Harold Kaija is the deputy Secretary general of Uganda’s largest opposition party FDC. He made a failed attempt to be MP for Kampala Central and says the loss taught him a few lessons; including that voters are so ignorant and poor that many politicians take advantage of them. He has also been a political prisoner at Luzira Upper prison in Kampala.
But it is all in a day’s work for one who spent most of his childhood in a very political family. He recalls how soldiers brought home one of his uncles “after inserting a bayonet in him”. The fourth born in the family of five boys and one girl, Kaija was born 38 years ago to a very outspoken opposition politician Mary Gorreti Nassanga and Boniface Nyakabwa. He was born and raised in Kampala and Wakiso districts. His maternal uncle was an MP and political Commissar in the Federal Democratic Movement (FEDEMU), a 1980s rebel group led by the late Andrew Kayiira.
“We became close as he taught me what and when to say if I was to become a good politician,” says Kaija. It also possibly explains why Kaija does not recall when he “entered politics” – he was born in it.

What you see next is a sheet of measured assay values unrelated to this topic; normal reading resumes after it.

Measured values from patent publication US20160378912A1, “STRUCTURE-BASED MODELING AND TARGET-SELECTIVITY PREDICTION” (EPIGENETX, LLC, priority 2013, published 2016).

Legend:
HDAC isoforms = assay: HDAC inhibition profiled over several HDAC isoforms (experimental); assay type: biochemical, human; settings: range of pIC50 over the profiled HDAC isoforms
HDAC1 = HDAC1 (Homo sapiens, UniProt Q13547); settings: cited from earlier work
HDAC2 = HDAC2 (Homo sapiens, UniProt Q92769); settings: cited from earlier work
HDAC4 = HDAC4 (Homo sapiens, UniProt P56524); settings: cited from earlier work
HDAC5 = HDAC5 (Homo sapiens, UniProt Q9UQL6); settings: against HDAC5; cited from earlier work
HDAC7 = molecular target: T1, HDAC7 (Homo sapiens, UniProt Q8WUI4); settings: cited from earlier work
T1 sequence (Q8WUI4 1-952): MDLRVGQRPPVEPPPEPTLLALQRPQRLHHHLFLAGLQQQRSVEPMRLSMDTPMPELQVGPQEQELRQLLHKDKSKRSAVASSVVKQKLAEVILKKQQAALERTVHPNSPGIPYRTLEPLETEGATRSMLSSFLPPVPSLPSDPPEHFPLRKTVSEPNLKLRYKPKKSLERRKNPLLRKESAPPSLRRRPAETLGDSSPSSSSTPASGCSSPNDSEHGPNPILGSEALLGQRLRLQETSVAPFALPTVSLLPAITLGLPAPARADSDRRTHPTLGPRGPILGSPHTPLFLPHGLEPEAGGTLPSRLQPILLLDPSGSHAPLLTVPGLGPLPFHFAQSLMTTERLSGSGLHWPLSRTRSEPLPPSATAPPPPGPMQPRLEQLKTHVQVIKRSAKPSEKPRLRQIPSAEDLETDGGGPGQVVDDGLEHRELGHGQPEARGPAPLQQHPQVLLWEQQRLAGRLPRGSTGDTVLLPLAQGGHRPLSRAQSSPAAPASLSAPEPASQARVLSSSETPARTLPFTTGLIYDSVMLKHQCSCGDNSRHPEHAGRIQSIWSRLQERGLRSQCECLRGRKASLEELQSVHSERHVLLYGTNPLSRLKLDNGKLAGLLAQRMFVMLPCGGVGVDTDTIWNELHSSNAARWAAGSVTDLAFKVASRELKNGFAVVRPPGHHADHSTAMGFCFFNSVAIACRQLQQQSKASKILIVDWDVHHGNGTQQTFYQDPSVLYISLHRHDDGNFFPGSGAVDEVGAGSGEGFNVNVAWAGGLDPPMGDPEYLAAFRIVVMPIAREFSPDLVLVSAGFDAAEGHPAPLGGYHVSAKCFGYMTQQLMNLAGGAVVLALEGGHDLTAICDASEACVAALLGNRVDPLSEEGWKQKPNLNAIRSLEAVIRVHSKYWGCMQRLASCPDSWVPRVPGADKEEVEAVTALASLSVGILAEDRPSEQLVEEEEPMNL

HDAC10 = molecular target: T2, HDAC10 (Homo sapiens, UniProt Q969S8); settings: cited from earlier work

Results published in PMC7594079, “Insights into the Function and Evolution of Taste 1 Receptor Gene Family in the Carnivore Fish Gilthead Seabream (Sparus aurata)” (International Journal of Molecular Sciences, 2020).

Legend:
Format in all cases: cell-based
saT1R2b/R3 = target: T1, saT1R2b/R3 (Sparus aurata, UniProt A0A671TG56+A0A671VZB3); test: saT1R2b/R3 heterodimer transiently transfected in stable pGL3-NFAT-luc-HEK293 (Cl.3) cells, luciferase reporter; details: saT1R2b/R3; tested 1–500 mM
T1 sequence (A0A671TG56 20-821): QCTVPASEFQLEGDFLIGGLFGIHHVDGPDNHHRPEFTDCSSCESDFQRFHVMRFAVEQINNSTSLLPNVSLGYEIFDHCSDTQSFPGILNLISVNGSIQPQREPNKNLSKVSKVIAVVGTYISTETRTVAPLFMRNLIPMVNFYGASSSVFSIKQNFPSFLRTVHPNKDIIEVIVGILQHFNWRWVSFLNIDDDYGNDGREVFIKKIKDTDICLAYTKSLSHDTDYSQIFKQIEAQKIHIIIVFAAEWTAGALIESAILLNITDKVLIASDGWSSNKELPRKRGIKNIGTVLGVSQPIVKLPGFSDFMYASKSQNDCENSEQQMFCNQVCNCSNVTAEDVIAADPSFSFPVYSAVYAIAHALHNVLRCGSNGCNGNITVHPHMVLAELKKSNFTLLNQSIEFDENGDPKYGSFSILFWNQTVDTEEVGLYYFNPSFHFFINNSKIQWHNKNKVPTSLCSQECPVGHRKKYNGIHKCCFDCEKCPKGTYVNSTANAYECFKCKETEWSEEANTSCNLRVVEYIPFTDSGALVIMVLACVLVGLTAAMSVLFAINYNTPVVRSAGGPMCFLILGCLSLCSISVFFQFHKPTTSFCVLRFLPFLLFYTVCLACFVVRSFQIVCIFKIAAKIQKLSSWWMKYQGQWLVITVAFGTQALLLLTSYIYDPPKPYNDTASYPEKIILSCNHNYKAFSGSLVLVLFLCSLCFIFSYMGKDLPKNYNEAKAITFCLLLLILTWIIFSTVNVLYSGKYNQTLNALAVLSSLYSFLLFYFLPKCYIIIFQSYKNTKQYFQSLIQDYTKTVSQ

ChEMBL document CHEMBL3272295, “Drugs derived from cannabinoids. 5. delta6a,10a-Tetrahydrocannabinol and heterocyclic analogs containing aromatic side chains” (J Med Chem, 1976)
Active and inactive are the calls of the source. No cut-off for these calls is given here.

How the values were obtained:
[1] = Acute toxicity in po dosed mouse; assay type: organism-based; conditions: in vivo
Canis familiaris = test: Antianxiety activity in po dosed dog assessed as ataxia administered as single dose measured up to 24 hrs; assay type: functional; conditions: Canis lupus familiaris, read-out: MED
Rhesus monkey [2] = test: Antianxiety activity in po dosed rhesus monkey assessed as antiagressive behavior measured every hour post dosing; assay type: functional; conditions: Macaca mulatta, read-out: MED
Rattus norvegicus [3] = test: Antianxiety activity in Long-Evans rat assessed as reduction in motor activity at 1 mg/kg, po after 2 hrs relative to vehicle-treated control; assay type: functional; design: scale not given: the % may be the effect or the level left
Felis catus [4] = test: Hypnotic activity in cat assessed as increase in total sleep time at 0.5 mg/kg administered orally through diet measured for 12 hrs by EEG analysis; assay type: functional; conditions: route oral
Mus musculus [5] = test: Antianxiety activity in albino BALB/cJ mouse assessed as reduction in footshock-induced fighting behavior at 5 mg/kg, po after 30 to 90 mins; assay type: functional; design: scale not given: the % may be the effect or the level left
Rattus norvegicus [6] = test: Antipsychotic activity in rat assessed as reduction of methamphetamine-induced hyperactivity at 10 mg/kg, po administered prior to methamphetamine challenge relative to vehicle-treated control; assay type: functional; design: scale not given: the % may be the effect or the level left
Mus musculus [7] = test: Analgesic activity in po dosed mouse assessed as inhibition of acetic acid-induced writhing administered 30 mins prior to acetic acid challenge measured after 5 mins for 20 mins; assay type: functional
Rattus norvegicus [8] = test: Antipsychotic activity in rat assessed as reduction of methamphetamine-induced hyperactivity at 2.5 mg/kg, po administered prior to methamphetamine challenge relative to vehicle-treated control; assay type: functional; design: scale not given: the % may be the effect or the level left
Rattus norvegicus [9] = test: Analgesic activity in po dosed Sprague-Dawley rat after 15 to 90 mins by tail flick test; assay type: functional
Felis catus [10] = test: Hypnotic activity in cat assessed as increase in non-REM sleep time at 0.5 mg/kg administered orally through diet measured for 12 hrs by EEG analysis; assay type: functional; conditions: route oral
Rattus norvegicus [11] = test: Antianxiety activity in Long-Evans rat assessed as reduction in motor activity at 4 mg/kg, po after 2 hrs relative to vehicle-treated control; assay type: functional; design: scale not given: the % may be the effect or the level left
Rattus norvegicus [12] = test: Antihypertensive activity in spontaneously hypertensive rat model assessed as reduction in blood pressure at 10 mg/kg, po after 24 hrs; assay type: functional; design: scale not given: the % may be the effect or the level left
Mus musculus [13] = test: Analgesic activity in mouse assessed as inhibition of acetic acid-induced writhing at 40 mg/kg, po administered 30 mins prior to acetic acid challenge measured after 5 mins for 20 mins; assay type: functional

Although most of his relatives were Democratic Party (DP) diehards, Kaija says he has succeeded in changing many to FDC. His siblings are not into active politics but, he says, they are signed to FDC and are known as staunch FDC personalities which gives him hope.
For school, Kaija went to Makerere Kindergarten which was close to LDC where her mother worked before proceeding to Aga Khan Primary School. He later went to Light College Katikamu, Kyambogo University for a diploma and Makerere University for an accountancy degree and an MBA.
Along the way he gathered a battery of funny school tales including how he once drew cartoons of a short girl at school. In one, she was presented as sitting on a plastic cup and her legs failing to touch the ground. In another he portrayed her next to a soda bottle – and they were of equal height.
“I was a big time teaser,” he says.
He was expelled “for engaging in many strikes”, emerged best performing student of the year at A-level, and attempted to study law but failed to raise tuition.
Kaija is single but would love to marry. He says he wants a woman who is not just a compliment but one who follows politics. The kind of woman should also be assertive, interested in people and is self driven. “I don’t want a woman whom I will make decisions for but one who is my critic,” says Kaija. He says such women are the likes of Michelle Obama, Hillary Clinton, Winnie Byanyima and Salaam Musumba.